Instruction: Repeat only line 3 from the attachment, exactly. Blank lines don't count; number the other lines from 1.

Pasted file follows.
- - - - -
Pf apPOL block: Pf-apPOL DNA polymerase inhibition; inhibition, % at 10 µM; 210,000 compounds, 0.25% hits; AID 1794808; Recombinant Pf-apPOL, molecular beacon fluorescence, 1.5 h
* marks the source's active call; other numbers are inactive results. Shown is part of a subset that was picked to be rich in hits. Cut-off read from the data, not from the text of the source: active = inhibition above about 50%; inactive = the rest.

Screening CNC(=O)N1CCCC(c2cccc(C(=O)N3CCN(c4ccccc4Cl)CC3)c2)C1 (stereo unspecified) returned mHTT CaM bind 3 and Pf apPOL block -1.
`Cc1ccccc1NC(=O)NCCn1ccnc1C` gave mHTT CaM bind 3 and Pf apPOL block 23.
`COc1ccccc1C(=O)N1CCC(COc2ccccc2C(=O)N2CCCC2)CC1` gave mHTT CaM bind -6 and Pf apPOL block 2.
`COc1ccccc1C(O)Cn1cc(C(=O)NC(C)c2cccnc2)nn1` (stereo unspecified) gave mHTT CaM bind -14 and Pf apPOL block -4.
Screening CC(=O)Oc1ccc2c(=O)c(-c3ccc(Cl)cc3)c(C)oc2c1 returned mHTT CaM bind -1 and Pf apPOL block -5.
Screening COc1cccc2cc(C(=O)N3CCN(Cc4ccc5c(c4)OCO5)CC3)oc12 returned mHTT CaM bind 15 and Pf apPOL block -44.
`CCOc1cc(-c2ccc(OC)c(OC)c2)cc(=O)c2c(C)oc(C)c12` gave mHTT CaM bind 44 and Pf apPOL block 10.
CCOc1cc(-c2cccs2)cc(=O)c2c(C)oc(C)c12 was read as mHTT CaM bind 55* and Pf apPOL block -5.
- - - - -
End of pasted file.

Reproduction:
Screening CNC(=O)N1CCCC(c2cccc(C(=O)N3CCN(c4ccccc4Cl)CC3)c2)C1 (stereo unspecified) returned mHTT CaM bind 3 and Pf apPOL block -1.